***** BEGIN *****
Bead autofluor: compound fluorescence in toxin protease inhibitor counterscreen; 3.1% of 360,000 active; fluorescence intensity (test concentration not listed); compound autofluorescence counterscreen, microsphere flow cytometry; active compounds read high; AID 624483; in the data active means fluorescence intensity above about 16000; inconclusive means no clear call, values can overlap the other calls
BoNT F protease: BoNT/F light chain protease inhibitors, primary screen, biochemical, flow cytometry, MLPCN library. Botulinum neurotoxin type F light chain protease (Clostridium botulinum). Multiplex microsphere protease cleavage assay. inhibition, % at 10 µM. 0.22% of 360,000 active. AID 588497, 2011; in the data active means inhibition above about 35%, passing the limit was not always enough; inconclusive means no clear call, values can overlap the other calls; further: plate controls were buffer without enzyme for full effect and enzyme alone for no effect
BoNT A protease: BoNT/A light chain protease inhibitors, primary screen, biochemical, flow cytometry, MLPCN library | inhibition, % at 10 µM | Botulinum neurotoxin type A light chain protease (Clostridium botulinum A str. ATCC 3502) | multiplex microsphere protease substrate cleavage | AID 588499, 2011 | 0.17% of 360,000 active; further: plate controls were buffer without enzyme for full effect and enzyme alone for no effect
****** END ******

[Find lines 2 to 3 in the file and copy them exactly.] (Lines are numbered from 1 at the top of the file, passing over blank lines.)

BoNT F protease: BoNT/F light chain protease inhibitors, primary screen, biochemical, flow cytometry, MLPCN library. Botulinum neurotoxin type F light chain protease (Clostridium botulinum). Multiplex microsphere protease cleavage assay. inhibition, % at 10 µM. 0.22% of 360,000 active. AID 588497, 2011; in the data active means inhibition above about 35%, passing the limit was not always enough; inconclusive means no clear call, values can overlap the other calls; further: plate controls were buffer without enzyme for full effect and enzyme alone for no effect
BoNT A protease: BoNT/A light chain protease inhibitors, primary screen, biochemical, flow cytometry, MLPCN library | inhibition, % at 10 µM | Botulinum neurotoxin type A light chain protease (Clostridium botulinum A str. ATCC 3502) | multiplex microsphere protease substrate cleavage | AID 588499, 2011 | 0.17% of 360,000 active; further: plate controls were buffer without enzyme for full effect and enzyme alone for no effect